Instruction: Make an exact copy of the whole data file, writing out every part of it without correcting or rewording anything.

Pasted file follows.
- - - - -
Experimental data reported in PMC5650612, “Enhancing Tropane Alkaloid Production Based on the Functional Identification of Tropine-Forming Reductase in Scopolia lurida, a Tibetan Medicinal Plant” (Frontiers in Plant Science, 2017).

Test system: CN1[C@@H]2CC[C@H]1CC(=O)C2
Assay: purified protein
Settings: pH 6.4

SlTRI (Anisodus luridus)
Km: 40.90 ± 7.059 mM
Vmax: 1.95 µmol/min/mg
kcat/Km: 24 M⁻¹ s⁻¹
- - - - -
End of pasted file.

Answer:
Experimental data reported in PMC5650612, “Enhancing Tropane Alkaloid Production Based on the Functional Identification of Tropine-Forming Reductase in Scopolia lurida, a Tibetan Medicinal Plant” (Frontiers in Plant Science, 2017).

Test system: CN1[C@@H]2CC[C@H]1CC(=O)C2
Assay: purified protein
Settings: pH 6.4

SlTRI (Anisodus luridus)
Km: 40.90 ± 7.059 mM
Vmax: 1.95 µmol/min/mg
kcat/Km: 24 M⁻¹ s⁻¹